to launch on 12 October

01 October 2020

We are delighted to announce (“PBS”), an online platform that will provide free on-demand video training to law students involved in pro bono work across Scotland.

PBS, the first platform of its kind, will give pro bono students access to bespoke training materials that are designed to make them better able to advise and represent those in the justice gap. All of Scotland’s law clinics have signed up to join PBS and a host of individuals, firms and consultancies have agreed to support the organisation by providing training materials, including members of the Faculty of Advocates and lawyers from Willkie Farr, Dentons, DLA Piper, Burness Paull, Leading Minds, Turcan Connell, TC Young, Core-Solutions, CMS, Addleshaw Goddard, Harper MacLeod, MBM Solicitors, Lexis Nexis and the universities of Aberdeen, Edinburgh and Strathclyde.

The platform was established by Gibson Dunn’s Ryan Whelan, the Aberdeen Law Project’s Jonathan Goodyear, and the University of Edinburgh’s Aideen Byrne. It has since brought together a Steering Committee comprising Emma Boffey of CMS, Ruth Douglas of the Charity Commission, Leigh Gapinski of Thought Machine, Amy Walsh of Harper Macleod, Finlay Fraser of White & Case, Kirstie Webb of Latta & Co, Victorie-Anne Gomez-Llorens and Helena Siebenrock of the Aberdeen Law Project, Jamie Perriam of the Edinburgh Pro Bono Society, James Anderson of the Strathclyde Law Clinic, and Eilidh McDermott of Edinburgh’s Free Legal Advice Clinic.

PBS will launch on Monday 12 October with a library of videos covering everything from common legal issues that students advise on to cross-examination, mediation and wellness. Events in partnership with the Scottish University Law Clinic Network are planned for later in the year.

Roddy Dunlop QC, Dean of the Faculty of Advocates and PBS’ first patron, said: “The law clinics provide an invaluable service to society, often filling in the gap left by limitations in legal aid. This new platform, which will further enhance the already commendable work of the law clinics, is most welcome and comes with my full support.”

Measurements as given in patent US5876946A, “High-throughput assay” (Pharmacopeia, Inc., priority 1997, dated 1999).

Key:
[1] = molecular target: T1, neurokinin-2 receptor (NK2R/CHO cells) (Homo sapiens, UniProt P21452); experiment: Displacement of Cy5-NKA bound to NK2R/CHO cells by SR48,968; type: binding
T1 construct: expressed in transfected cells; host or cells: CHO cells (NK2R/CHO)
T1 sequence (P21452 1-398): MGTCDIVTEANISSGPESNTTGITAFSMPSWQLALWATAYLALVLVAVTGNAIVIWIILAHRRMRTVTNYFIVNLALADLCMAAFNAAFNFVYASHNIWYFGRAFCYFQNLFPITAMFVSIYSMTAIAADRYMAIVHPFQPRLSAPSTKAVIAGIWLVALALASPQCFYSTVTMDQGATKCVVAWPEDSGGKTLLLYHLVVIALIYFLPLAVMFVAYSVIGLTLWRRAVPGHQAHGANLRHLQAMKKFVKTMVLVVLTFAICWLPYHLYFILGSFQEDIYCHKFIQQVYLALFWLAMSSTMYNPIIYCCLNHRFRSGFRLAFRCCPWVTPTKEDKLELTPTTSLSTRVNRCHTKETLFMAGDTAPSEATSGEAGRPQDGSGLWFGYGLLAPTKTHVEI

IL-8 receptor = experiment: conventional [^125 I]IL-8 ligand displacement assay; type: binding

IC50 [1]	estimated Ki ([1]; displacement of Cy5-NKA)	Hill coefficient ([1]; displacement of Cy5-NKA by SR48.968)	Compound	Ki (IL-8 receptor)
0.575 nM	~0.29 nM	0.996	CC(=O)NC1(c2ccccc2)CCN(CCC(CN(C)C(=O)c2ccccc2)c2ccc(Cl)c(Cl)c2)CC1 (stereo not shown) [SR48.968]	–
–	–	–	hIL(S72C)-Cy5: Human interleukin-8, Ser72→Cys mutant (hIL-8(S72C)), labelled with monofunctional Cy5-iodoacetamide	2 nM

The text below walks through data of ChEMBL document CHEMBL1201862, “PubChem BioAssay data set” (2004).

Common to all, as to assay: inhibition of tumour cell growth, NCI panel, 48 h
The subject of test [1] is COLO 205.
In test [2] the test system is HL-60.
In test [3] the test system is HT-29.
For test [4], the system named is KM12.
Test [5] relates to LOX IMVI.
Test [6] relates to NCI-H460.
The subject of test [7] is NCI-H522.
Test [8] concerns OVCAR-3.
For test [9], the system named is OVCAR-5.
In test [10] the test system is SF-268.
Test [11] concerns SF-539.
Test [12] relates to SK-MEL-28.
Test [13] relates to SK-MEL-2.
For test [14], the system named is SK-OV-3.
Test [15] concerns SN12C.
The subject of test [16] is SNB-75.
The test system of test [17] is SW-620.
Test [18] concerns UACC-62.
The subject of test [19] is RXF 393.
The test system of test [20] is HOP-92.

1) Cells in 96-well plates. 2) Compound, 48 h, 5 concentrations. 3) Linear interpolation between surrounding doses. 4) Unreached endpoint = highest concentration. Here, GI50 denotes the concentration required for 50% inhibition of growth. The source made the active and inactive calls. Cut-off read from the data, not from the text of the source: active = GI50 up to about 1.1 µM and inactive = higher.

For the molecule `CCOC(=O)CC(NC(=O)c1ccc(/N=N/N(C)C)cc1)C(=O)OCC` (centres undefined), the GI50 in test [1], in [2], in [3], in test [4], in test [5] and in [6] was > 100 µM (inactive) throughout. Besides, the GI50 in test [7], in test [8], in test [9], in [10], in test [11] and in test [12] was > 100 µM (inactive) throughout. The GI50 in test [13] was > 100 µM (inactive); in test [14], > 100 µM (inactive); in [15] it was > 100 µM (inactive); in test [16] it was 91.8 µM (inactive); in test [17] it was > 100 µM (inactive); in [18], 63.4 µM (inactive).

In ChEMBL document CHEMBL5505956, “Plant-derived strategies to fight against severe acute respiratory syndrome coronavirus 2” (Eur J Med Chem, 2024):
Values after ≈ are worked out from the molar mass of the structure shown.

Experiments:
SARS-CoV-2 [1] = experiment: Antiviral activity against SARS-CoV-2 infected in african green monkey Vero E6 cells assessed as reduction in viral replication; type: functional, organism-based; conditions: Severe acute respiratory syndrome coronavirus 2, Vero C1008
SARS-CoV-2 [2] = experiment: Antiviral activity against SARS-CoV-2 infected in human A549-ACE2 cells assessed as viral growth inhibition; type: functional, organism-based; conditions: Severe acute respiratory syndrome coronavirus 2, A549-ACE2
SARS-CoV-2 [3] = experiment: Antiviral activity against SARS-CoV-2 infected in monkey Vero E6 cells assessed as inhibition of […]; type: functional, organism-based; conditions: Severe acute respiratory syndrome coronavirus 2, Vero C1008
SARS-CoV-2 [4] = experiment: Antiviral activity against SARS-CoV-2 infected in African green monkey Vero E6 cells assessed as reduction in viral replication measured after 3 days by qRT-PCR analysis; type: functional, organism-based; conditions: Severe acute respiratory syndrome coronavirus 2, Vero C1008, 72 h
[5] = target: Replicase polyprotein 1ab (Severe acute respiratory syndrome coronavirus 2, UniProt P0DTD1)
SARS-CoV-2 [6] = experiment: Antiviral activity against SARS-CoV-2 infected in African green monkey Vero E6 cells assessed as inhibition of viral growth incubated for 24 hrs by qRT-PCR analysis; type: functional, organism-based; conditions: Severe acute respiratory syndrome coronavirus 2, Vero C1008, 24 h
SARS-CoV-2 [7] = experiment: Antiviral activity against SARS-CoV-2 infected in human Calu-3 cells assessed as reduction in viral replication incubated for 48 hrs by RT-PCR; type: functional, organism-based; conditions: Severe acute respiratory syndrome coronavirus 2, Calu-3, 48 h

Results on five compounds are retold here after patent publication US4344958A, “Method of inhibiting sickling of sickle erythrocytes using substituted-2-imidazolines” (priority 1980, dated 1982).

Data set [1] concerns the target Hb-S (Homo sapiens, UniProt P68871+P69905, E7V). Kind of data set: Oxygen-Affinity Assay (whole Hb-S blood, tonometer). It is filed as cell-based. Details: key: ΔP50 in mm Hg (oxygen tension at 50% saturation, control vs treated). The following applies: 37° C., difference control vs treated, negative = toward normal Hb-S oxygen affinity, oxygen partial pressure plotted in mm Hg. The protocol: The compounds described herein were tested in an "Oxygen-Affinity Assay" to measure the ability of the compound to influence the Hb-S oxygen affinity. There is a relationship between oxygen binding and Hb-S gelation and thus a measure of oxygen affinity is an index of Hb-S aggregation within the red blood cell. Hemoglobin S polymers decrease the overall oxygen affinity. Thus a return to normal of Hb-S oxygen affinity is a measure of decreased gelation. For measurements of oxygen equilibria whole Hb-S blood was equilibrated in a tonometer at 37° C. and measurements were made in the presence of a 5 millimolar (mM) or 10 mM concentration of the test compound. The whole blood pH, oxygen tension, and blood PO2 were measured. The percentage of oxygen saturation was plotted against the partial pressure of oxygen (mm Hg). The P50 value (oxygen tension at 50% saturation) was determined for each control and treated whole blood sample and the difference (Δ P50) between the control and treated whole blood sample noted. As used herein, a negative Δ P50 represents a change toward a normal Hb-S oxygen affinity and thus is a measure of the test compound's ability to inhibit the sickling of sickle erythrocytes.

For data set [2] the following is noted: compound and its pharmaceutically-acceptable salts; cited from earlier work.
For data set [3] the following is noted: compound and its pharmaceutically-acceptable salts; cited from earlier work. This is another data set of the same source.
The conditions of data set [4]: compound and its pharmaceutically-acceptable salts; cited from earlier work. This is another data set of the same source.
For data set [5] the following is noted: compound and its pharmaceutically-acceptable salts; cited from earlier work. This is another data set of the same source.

Rebecca Samaras, Director of Pro Bono and Clinical Legal Education, University of Edinburgh said: “When Ryan contacted me about an initiative he was planning, I knew immediately that this would be something special, and I have not been disappointed.

PBS has launched at a time when access to legal advice and assistance is needed more than ever. The continuing impact of economic crises, cuts in legal aid and a global pandemic on our local, national and international communities, deprives so many of their basic rights.

It is tremendous to see the dedication and enterprise of our former and current Scottish law students in collaborating and developing I urge all students involved in Scottish university law clinics to register and benefit from the invaluable materials provided.”

On behalf of the Steering Committee, Jonathan Goodyear said: “We are very pleased to be launching. It has taken us a great deal of hard work, thousands of lines of code and a fantastic team effort to get here. The platform solves the logistical problems that come with trying to arrange training for hundreds of volunteers, ensures that everybody has access to top-quality material, and allows clinics to provide their volunteers with rich learning experiences that are tailored to them. I am absolutely certain this will improve pro bono services across Scotland. We are very grateful to all of the individuals and organisations supporting us, PBS will make a real difference!”

Sebastian FitzGerald, Partner, Willkie Farr, said: “PBS is a fantastic idea and the quality of material will improve access to justice across Scotland.”

More information on PBS can be found on their website If you would like to support PBS then please email